In an Australian first, hundreds of West Australian recreational fishers will be asked to take part in a trial to restore the lost seagrass meadows of Cockburn Sound.
A community information session will be held at the Cockburn Power Boats Club at Woodman Point on 3 October for people to come down and learn a bit more about this trial.
Cockburn Sound has lost some 80 per cent of its seagrass habitat since the 1960s, down from 4000ha originally, to 900ha today.
Cockburn Sound’s seagrass meadows are critical foraging and nursery grounds for pink snapper and plenty of other important species such as blue swimmer crabs, King George whiting and squid.
OzFish Unlimited is leading the trial, with support from Recfishwest and researchers from the University of Western Australia, along with BCF.
The WA community have a close affiliation with Cockburn Sound, with plenty of good work done previously to protect Pink Snapper stocks, including Recfishwest’s famous Snapper Guardians initiative. Spawning closures, bag limits and stocking events are proof the fishing community value the Pink Snapper fishery of Cockburn Sound.
A baron sandy floor with little seagrass coverage; a great reason to have a go and see if the trial works!
This sense of caring deeply about Cockburn Sound sees the fishing community wanting to trial something out of the ordinary in an effort to restore lost fish habitat.
Recfishwest and Ozfish are hosting a community information session at the Cockburn Power Boats Club. Come and learn more about the project and how you can be involved.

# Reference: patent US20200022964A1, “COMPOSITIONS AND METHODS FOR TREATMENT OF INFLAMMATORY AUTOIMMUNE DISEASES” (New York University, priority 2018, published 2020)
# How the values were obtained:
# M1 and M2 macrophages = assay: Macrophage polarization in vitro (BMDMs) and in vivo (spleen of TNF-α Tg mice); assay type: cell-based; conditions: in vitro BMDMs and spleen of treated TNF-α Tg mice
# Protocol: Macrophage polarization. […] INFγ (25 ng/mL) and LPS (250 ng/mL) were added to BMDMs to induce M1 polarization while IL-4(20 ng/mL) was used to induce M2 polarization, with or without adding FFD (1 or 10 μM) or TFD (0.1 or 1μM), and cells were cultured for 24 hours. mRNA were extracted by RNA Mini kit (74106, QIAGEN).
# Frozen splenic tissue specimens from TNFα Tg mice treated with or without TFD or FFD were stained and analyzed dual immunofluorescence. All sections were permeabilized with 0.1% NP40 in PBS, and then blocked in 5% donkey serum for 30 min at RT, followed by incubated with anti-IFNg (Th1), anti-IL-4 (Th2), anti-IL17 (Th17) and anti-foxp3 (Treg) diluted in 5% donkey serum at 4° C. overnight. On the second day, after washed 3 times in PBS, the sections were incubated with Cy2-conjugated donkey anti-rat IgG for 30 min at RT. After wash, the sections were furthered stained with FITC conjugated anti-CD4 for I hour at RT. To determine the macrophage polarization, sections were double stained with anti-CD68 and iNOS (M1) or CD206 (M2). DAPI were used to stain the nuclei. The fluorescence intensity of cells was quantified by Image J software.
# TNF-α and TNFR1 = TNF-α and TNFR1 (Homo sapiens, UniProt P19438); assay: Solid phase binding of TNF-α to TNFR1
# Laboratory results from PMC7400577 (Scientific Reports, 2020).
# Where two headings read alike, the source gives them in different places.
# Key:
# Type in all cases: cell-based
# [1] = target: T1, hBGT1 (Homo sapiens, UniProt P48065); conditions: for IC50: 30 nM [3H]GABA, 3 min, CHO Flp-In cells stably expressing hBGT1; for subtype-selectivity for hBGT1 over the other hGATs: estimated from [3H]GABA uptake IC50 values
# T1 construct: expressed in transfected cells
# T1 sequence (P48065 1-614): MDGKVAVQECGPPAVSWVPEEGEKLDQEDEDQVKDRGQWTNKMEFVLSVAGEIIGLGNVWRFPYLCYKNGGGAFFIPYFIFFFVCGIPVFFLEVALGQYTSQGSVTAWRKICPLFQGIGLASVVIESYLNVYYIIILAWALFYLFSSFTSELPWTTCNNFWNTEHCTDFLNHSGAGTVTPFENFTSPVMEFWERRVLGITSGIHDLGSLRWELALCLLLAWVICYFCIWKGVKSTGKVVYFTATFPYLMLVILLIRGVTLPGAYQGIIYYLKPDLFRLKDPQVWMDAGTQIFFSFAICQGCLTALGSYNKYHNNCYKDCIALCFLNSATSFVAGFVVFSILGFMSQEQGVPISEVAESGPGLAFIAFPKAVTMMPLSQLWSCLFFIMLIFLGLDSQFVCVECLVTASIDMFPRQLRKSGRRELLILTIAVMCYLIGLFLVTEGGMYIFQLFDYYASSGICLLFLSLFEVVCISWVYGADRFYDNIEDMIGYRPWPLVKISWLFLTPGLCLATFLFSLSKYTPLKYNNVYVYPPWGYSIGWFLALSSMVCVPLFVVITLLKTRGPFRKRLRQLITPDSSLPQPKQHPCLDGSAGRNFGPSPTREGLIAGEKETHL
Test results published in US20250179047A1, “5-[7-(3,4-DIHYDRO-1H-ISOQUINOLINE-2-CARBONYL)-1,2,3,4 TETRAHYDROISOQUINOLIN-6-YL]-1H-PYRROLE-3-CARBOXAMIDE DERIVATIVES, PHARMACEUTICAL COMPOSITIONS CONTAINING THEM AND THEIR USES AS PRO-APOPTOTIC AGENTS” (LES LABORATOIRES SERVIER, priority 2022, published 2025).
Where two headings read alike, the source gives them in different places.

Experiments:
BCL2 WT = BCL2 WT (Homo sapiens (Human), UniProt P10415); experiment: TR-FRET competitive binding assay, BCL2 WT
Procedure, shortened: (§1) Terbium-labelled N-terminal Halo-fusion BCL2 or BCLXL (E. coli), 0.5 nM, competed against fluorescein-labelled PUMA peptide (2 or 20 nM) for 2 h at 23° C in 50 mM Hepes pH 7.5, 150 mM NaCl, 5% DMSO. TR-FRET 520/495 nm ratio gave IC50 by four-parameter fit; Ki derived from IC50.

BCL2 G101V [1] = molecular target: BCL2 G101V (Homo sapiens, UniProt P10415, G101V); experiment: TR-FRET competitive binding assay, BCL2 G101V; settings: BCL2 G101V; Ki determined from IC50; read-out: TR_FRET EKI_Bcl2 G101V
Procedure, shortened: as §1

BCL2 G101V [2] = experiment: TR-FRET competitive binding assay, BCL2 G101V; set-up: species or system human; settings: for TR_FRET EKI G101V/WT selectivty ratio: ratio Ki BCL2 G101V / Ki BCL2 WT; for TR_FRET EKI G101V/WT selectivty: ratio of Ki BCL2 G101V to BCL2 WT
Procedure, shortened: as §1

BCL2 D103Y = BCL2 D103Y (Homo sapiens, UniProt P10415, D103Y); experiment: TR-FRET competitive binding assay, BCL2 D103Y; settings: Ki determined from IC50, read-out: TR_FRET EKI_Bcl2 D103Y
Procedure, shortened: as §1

WA’s pink snapper fishery has been part of the cultural fabric for generations, with fishers across the state delighting in catching pinkies.
After Shark Bay, Cockburn Sound is WA’s second largest pink snapper spawning ground.
However, in recent years, the pink snapper fishery has seen management changes across the State due to fishing pressures, environmental changes and seagrass habitat degradation.
Cockburn Sound’s seagrass meadows are well-recognised as critical foraging and nursery grounds for pink snapper. Yet, Cockburn Sound has lost about 8o per cent of its seagrass habitat since the 1960s, down from 4000ha originally, to 900ha today.
That’s equivalent to 2,600 football field-sized areas of seagrass habitat lost over the past few decades! Pink snapper are not the only important species impacted by the seagrass loss – squid, garfish and blue swimmer crabs are also impeded.
Appreciation of the role seagrass meadows play in providing great fishing opportunities is growing in WA due to increased understanding of the critical link between our seagrass habitats and coastal fisheries.
People may have already seen the racks of flower pods collected by currents floating on the water’s surface. These will be collected and taken to UWA for treatment to separate the seed from the flower pods.
OzFish Unlimited have partnered with Recfishwest and UWA to support this citizen science restoration program’s plan to use volunteer fishers to release one million seagrass seeds to scale up seagrass restoration.
The seed will be given to fishers to take back out and sown into an area identified north of Woodman Point. Evaluating the performance of the re-seeded meadows as they develop will also be measured by this project.
An overarching aim of this restoration program is to ensure there is full engagement with the recreational fishing community across the different elements of seed-based seagrass restoration and the outcomes of their re-seeding program to foster community support.